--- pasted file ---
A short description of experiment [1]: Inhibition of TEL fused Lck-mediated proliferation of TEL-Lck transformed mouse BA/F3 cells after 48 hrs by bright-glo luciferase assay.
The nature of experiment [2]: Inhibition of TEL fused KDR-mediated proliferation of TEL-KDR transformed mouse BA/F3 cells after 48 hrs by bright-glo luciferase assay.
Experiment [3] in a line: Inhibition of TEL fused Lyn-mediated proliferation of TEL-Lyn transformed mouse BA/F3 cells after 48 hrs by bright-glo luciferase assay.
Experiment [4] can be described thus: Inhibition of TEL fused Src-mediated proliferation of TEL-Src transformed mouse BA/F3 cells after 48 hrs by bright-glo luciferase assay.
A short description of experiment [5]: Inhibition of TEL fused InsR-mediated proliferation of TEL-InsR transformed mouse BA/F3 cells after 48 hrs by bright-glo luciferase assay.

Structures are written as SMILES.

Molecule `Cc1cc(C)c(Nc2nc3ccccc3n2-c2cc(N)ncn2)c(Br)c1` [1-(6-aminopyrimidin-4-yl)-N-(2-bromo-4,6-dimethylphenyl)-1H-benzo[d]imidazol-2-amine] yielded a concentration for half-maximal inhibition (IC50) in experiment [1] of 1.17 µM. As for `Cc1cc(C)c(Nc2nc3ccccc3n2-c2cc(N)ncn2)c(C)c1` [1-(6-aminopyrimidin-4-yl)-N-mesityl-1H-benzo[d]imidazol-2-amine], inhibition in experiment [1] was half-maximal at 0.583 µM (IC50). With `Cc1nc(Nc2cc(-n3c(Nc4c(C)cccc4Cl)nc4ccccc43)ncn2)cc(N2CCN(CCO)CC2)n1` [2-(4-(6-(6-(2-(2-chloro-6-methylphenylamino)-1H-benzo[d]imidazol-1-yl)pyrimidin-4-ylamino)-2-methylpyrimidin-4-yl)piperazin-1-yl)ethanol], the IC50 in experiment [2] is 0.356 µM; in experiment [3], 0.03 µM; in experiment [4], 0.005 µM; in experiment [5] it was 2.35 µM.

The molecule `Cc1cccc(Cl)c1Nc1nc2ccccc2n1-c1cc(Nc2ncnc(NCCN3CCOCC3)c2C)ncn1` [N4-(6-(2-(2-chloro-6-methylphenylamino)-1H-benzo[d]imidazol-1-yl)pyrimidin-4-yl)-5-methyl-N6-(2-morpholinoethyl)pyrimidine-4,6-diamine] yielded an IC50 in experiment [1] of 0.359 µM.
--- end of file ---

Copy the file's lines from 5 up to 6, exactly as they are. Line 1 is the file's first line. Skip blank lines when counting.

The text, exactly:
A short description of experiment [5]: Inhibition of TEL fused InsR-mediated proliferation of TEL-InsR transformed mouse BA/F3 cells after 48 hrs by bright-glo luciferase assay.

Structures are written as SMILES.